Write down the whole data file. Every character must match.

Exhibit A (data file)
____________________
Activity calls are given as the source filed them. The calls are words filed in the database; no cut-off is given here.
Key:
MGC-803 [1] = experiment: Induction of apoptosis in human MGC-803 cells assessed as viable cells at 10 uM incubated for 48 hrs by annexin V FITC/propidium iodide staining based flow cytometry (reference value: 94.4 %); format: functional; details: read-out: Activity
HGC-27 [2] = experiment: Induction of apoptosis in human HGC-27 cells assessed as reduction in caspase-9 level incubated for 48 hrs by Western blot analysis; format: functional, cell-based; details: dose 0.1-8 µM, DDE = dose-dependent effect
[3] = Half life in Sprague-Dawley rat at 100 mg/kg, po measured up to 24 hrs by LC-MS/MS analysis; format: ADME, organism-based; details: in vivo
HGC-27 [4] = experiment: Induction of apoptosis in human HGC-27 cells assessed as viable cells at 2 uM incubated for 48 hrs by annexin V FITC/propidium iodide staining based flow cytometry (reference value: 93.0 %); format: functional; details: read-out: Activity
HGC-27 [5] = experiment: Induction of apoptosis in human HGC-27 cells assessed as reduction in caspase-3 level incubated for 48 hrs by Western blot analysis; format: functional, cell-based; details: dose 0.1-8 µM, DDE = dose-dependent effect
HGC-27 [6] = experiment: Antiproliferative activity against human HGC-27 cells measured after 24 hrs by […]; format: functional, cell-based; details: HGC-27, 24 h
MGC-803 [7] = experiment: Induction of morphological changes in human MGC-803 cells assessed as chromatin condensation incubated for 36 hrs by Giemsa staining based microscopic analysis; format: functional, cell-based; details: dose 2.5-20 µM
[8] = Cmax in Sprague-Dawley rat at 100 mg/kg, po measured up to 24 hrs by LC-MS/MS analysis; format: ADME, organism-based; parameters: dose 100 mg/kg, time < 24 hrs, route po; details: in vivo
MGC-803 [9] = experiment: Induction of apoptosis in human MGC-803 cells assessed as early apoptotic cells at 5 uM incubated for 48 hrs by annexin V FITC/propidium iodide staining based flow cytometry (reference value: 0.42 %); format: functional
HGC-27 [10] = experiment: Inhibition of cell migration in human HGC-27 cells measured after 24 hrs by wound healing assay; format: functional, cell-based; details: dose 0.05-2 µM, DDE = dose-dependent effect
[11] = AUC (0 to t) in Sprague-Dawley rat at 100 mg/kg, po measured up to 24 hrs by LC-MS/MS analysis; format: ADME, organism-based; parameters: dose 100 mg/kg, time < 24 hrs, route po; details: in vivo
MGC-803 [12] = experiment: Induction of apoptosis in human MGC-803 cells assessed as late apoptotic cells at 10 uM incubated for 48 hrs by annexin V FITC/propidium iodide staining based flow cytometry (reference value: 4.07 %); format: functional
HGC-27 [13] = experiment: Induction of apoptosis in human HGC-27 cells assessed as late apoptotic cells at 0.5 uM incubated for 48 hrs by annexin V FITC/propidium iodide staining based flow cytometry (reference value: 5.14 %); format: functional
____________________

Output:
Activity calls are given as the source filed them. The calls are words filed in the database; no cut-off is given here.
Key:
MGC-803 [1] = experiment: Induction of apoptosis in human MGC-803 cells assessed as viable cells at 10 uM incubated for 48 hrs by annexin V FITC/propidium iodide staining based flow cytometry (reference value: 94.4 %); format: functional; details: read-out: Activity
HGC-27 [2] = experiment: Induction of apoptosis in human HGC-27 cells assessed as reduction in caspase-9 level incubated for 48 hrs by Western blot analysis; format: functional, cell-based; details: dose 0.1-8 µM, DDE = dose-dependent effect
[3] = Half life in Sprague-Dawley rat at 100 mg/kg, po measured up to 24 hrs by LC-MS/MS analysis; format: ADME, organism-based; details: in vivo
HGC-27 [4] = experiment: Induction of apoptosis in human HGC-27 cells assessed as viable cells at 2 uM incubated for 48 hrs by annexin V FITC/propidium iodide staining based flow cytometry (reference value: 93.0 %); format: functional; details: read-out: Activity
HGC-27 [5] = experiment: Induction of apoptosis in human HGC-27 cells assessed as reduction in caspase-3 level incubated for 48 hrs by Western blot analysis; format: functional, cell-based; details: dose 0.1-8 µM, DDE = dose-dependent effect
HGC-27 [6] = experiment: Antiproliferative activity against human HGC-27 cells measured after 24 hrs by […]; format: functional, cell-based; details: HGC-27, 24 h
MGC-803 [7] = experiment: Induction of morphological changes in human MGC-803 cells assessed as chromatin condensation incubated for 36 hrs by Giemsa staining based microscopic analysis; format: functional, cell-based; details: dose 2.5-20 µM
[8] = Cmax in Sprague-Dawley rat at 100 mg/kg, po measured up to 24 hrs by LC-MS/MS analysis; format: ADME, organism-based; parameters: dose 100 mg/kg, time < 24 hrs, route po; details: in vivo
MGC-803 [9] = experiment: Induction of apoptosis in human MGC-803 cells assessed as early apoptotic cells at 5 uM incubated for 48 hrs by annexin V FITC/propidium iodide staining based flow cytometry (reference value: 0.42 %); format: functional
HGC-27 [10] = experiment: Inhibition of cell migration in human HGC-27 cells measured after 24 hrs by wound healing assay; format: functional, cell-based; details: dose 0.05-2 µM, DDE = dose-dependent effect
[11] = AUC (0 to t) in Sprague-Dawley rat at 100 mg/kg, po measured up to 24 hrs by LC-MS/MS analysis; format: ADME, organism-based; parameters: dose 100 mg/kg, time < 24 hrs, route po; details: in vivo
MGC-803 [12] = experiment: Induction of apoptosis in human MGC-803 cells assessed as late apoptotic cells at 10 uM incubated for 48 hrs by annexin V FITC/propidium iodide staining based flow cytometry (reference value: 4.07 %); format: functional
HGC-27 [13] = experiment: Induction of apoptosis in human HGC-27 cells assessed as late apoptotic cells at 0.5 uM incubated for 48 hrs by annexin V FITC/propidium iodide staining based flow cytometry (reference value: 5.14 %); format: functional